Most large format photographers also work with equivalent focal lengths that would be well within the range of a modern standard mid range zoom lens. About as wide as one would go in 4 X 5 large format photography is 90mm which is roughly equivalent to 27mm in full frame photography. About as long as one would go in large format photography is 300mm which is roughly equivalent to 89mm in full frame photography. Ansel Adams, who was actually primarily a 8 X 10 photographer, shot primarily in what would be a 35mm equivalent range of 28mm to 80mm. None of this is to suggest we should all aim to emulate the perspectives of these icons from the past, but many of us continue to be inspired by their work and want to include some of their influence in our own creations. Would our own photography take new and better directions if we more often said yes to the mid-range zoom and resisted the temptation for always reaching for lenses in wide angle and telephoto ranges, especially the more extreme reaches of these ranges? Personally I feel we would all benefit from this, especially if we have already spent significant time dabbling in photography using wide angle and telephoto zooms.
A mid-range zoom is often thought as the range that most closely approximates human vision, especially when we are talking about focal lengths with an angle of view of about 40% to 60% which would correspond to the portion of the zoom range on a full frame camera of about 35mm to 60mm. Contrary to popular belief, however, human vision has a very expansive angle of view of about 130% which would be a very extreme wide angle lens. Human eyes, however, are quite different than a lens with large portions of our field of view being blurred and only the central portion sharp. This central portion of our field of vision does correspond to lenses in the 35mm to 60mm range.
Human vision, however, has far more in common with video than it does with a still camera with the human eyes constantly scanning the scene, focusing on different points , and our brain integrating this information into what we perceive as vision. What is important is that the mid-range focal length typically captures images that will be the closest to what we and others who we share images with will recall seeing on location. Although from a creative perspective we are not always wanting to bring to the viewer an image consistent with their own perception, sometimes we are. In those cases we should be using a mid-range zoom, employing the art and craft of photography to create compelling compositions, and skillfully processing these images. Our fans will instantly recognize a shared vision of the location, but they will still be amazed at our photographic and artistic ability to transform the scene into photographic art.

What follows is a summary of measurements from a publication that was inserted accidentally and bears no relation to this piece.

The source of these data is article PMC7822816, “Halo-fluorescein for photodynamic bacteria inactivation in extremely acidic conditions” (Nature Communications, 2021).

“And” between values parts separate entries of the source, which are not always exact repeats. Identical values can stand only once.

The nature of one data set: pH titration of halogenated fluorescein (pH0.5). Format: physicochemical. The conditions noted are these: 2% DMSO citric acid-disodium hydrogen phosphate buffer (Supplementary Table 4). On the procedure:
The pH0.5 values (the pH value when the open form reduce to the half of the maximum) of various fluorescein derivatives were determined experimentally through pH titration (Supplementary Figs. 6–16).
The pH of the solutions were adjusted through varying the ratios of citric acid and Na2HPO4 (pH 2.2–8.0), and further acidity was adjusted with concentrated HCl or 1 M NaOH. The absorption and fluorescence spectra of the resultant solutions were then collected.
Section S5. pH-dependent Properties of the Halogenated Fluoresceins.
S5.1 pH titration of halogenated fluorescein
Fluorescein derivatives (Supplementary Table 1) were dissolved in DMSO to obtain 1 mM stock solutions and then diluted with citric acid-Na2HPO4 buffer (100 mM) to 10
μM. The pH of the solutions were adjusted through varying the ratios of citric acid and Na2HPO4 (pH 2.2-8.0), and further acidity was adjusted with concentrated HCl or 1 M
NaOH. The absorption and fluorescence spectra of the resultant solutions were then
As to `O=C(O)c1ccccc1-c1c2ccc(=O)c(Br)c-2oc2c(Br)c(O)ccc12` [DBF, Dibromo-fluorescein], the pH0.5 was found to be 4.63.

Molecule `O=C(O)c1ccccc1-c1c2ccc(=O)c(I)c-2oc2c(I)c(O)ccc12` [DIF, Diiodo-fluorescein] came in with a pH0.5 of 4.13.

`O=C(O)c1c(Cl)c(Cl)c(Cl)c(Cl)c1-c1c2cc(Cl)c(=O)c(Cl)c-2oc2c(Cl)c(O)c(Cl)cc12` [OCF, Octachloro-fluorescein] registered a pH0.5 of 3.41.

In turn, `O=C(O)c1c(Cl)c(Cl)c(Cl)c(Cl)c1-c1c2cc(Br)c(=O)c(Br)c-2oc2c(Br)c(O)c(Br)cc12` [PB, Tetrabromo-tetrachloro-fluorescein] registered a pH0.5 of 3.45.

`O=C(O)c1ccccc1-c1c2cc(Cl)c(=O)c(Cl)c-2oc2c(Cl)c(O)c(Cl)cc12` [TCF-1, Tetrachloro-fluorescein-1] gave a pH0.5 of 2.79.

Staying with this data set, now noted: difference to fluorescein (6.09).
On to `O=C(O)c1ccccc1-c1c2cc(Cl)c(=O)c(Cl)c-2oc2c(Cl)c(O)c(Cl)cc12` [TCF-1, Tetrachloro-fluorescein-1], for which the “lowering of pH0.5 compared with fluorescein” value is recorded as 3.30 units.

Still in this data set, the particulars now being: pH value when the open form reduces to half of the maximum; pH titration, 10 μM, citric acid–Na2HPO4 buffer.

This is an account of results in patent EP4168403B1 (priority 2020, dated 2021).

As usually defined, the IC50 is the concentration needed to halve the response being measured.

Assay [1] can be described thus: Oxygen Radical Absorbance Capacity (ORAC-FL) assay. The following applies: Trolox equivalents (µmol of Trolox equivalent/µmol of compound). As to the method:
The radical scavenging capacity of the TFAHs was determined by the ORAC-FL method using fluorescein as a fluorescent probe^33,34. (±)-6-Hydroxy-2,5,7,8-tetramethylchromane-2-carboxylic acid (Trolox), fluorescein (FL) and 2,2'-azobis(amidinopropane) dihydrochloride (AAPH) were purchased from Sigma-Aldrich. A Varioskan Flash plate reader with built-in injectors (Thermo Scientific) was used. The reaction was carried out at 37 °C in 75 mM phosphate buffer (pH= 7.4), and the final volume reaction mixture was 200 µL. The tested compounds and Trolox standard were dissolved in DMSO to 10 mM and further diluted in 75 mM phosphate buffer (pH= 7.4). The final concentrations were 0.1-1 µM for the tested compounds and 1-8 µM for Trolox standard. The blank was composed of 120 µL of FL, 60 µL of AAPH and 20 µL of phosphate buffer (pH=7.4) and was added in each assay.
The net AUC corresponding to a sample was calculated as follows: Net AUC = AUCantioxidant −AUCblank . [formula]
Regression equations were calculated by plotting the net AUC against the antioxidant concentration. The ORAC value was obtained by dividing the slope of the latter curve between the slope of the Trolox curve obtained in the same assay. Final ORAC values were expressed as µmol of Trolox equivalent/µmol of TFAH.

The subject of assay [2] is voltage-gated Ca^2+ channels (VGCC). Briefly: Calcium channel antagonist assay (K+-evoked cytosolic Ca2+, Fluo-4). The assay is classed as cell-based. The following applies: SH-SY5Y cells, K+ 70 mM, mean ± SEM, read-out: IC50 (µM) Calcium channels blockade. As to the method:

The telephoto zoom is typically the third lens a beginning photographer purchases after a kit standard mid-range zoom and then a wide angle zoom. Although this lens, with its ability to isolate subjects and compress space, opens up manifold opportunities for visual expression, it often it does not get nearly as much use as it should until a photographer further progresses in their photographic journey. This is likely due to the fact that it takes some time to develop the skills to make this an effective tool in capturing landscape images. In this regard you will want to ask yourself, what is it you like about the scene? What parts of the scene affect you more at an emotional level? Then scan the scene with your eyes without using the camera to pick only details that are consistent with what you like about the scene. Only then reach for the camera with telephoto zoom lens mounted and attempt to isolate the subject. Here are some of the pros and cons of the Telephoto Zoom.
With a telephoto zoom we can pick out many compositions within the larger scene–small vignettes or abstracts that allow us capture some of the essence of the larger scene. If you are more of the lazy type, you need not move far at all to work this lens, and from a given location facing lets say a range of mountains with overlapping ridges one could easily pick out as many as one hundred or more compositions. In such a situation it is far easier to do this with a telephoto than either a wide angle zoom or a mid range zoom. It, however, takes real skill to zero in on the one or two vignettes that result in the most visually compelling images and this skill takes considerable time and practice to develop. In this regard one needs to just get out there and with just the telephoto zoom lens, practice, practice, practice! Dare to take just one lens! If the telephoto range does not already figure prominently in your portfolio, going out in the field with just the telephoto zoom mounted to your camera for a day may be just what the doctor ordered to bring new life and creativity to your images.
Telephoto zooms compress layers within the scene often giving them more or less equal visual weight and what we are left with are beautiful patterns of light and shadow, and lines and shapes. This can be seen above in the nearly monochromatic (gold) image of the sand dues. It can also be seen in the next image titled Family Farm that adds color to the mix taken above the Palouse wheat fields. The red color of the farm house immediately attracts ones attention as a contrasting element in the scene.
In the image below taken at a 183mm focal length I focused out toward the center of an alpine lake to capture a beautiful abstract pattern of the melting ice. Telephoto zooms excel at picking out such abstract compositions.